Expats beware, the US now has the authority to hack and search your computer

Expats beware, as of December 1, 2016 the US government has the right to hack and search your computers. They’ve always had the ability to search U.S. based email providers and computers located within our borders. A change to Rule 41 extends this “right” to computers located anywhere in the world.

If you’re living and working offshore, your computer is no longer private. The U.S. government and the IRS have has the right to search it, just as if you were using a U.S. based network. Here’s what happened and why you should take action now to maintain your privacy.

Rule 41 of Criminal Civil Procedure previously allowed a magistrate judge to issue warrants to search any property or place within his or her district. Such a warrant can include the right to plant tracking devices and to surreptitiously hack computers and networks to gain access to information without the owner’s knowledge.   

So, what about computers and property outside of the judge’s district? What if a government agency in New York wants to search a computer in California? They had to go to a judge in California for the warrant.

What about computers located outside of the United States? Especially those not owned or managed by U,S. corporations?

  • Whether the U.S. can force local companies like Microsoft and Google to give them access to systems based in foreign countries is another matter for another day. Surprisingly, Microsoft won an appeal in such a case this year. See: Microsoft Wins Appeal on Overseas Data Searches

Because a U.S. judge wasn’t authorized to issue a warrant to search a foreign network, U.S. law enforcement were forced to go through their foreign counterparts for assistance.

Since the U.S. is the legal and moral compass of the world, this is not acceptable. Our government obviously deserves unlimited powers to hack and search wherever and whenever they desire.

The FBI waited for the perfect case to force a change to Rule 41. A case that the public would find so appalling that they’d give up their rights to privacy without a second thought. One that was so disgusting that no one would bat an eye when the U.S. claimed jurisdiction over computers and persons outside of its borders.

The FBI found its hammer in the Playpen darkweb child pornography case. In February 2015, the FBI seized the site, but instead of shutting it down, ran Playpen from a government server for 13 days.

Even though they had control of the site, investigators were unable to see the IP address of Playpen’s visitors or otherwise identify them because users rerouted through VPNs or connected via tor.

Not to be deterred, the FBI built a virus, which it called a network investigative technique (NIT), to find the location of those who accessed Playpen. That malware broke into the computer of anyone who visited child pornography threads on Playpen and sent the suspect’s real IP address back to the FBI.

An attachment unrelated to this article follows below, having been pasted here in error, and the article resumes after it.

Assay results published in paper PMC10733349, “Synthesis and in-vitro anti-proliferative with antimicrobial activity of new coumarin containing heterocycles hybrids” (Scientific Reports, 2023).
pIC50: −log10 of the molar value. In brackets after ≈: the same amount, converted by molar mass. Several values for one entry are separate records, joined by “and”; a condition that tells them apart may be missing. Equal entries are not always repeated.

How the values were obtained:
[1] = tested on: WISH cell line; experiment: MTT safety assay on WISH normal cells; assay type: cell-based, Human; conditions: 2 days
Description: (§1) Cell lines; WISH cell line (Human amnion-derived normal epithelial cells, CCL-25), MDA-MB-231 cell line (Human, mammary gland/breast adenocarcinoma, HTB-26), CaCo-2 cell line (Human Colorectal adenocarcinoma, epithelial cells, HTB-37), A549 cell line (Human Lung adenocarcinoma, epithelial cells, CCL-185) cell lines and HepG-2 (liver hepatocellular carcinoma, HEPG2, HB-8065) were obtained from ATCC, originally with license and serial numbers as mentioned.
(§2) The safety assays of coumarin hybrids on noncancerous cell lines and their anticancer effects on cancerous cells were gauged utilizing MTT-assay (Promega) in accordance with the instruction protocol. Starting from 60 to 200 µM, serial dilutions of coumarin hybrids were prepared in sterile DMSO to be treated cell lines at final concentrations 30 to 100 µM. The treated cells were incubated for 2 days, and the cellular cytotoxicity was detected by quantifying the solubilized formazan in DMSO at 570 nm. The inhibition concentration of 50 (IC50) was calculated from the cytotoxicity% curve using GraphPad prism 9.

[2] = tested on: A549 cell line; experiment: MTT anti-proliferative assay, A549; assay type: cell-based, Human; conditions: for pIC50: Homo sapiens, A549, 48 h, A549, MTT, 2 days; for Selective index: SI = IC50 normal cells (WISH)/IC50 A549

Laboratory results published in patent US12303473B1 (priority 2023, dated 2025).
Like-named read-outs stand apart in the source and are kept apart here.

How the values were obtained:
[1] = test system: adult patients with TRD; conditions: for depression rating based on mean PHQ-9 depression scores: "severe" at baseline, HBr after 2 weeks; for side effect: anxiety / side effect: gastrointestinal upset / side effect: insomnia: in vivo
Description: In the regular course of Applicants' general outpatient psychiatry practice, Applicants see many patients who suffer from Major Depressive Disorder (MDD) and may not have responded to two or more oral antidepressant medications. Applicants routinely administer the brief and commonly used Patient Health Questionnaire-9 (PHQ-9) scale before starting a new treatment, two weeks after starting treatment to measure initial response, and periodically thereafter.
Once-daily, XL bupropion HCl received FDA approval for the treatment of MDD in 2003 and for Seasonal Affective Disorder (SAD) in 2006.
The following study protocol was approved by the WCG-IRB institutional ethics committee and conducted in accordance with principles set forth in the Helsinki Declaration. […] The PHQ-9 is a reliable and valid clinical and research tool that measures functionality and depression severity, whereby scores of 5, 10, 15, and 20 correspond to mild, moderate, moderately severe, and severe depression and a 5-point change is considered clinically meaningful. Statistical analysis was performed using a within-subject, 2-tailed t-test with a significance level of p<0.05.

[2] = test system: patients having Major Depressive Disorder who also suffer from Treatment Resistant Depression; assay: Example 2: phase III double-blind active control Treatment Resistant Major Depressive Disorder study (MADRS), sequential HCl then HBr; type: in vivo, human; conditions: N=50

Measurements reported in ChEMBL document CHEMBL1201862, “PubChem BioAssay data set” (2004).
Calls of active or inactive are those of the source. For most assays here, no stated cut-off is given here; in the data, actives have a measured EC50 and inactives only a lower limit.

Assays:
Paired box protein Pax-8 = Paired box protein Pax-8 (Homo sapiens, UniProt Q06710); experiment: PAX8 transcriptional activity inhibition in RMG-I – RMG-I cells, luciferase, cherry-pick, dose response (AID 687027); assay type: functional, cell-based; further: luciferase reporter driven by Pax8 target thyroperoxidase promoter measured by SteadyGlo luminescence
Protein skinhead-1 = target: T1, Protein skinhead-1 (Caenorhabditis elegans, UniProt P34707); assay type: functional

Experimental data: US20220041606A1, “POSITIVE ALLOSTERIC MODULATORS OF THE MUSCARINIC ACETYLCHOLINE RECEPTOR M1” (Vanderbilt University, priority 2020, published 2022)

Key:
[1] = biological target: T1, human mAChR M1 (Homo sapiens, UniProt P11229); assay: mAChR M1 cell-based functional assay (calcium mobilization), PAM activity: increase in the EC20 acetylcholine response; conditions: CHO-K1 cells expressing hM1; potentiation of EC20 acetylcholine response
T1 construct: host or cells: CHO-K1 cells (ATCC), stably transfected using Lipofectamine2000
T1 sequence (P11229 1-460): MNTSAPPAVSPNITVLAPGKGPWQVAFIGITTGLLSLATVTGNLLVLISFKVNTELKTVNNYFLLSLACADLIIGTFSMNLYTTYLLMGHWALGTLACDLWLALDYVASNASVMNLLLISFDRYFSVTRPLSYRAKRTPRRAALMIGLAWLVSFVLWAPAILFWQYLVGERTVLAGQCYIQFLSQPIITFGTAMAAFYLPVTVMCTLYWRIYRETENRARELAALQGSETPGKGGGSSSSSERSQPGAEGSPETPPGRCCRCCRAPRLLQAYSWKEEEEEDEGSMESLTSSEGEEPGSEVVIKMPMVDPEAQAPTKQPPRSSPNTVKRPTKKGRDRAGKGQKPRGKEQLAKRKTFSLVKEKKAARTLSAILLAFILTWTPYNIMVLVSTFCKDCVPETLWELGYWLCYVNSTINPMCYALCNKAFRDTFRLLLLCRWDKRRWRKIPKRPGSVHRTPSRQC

Using this hack, the FBI gained access to 1,000 computers throughout the United States.

They also accessed 7,000 computers located in 119 other countries.

And all of this was done under the color of law using a single warrant issued by a magistrate judge in Virginia. No cooperation was sought from foreign law enforcement agencies and no supporting warrants were issued in the districts where U.S. users were located.

Basically, a single magistrate judge from the Eastern District of Virginia allowed the FBI to hack over 8,000 people in 120 countries. Not to mention the moral issues around allowing a government agency to run a child porn site for 13 days.

As I said, the Playpen case was all about forcing a change to Rule 41. The searches of foreign computers, and U.S. systems outside of the Eastern District of Virginia, were obviously improper. The judge didn’t have the authority to approve searches outside of her district.

So far, 14 U.S. courts have ruled the searches were in violation of Rule 41 and 4 courts have thrown out all evidence obtained. I expect most of the Playpen defendants will win their cases… at least, those who can afford high priced lawyers and a couple hundred thousand in legal fees.

This case forced Rule 41 to the forefront, motivating the Supreme court make changes authorizing national and global warrants just like the one used in Playpen. This change gives rank and file law enforcement officers the right to hack and search any computer in the world.

And these search powers won’t be limited to criminal cases. The IRS already has the right to search and seize any account held at a foreign bank with a branch in the United States. They do this by issuing a levy to the U.S. branch, who then passes it to the foreign office. Any agent assigned to a collection case can use this technique… no court order or special procedure required.

With the change to Rule 41, the IRS and all other government agencies capable of bringing criminal charges will use it to search the computers of expats for evidence. Yes, these searches will require the approval of an administrative judge, but that’s no big deal. I expect the IRS to find one judge to issue these warrants all day.

Because any magistrate can now issue national and global warrants, all the Service needs is one friendly judge. He or she will allow the Service to gain access to your computer anywhere in the world and use whatever they find there against you in an audit and a criminal proceeding. The same goes for the government’s “right” to hack and search foreign banks, brokerages, email providers, web servers, networks, and anyone else they wish in search of evidence.

I hope you’ve found this article helpful. If you want to maintain your privacy, you’ll need to set up security measures and take steps to protect your data from the most aggressive and powerful hackers on earth, the United States government.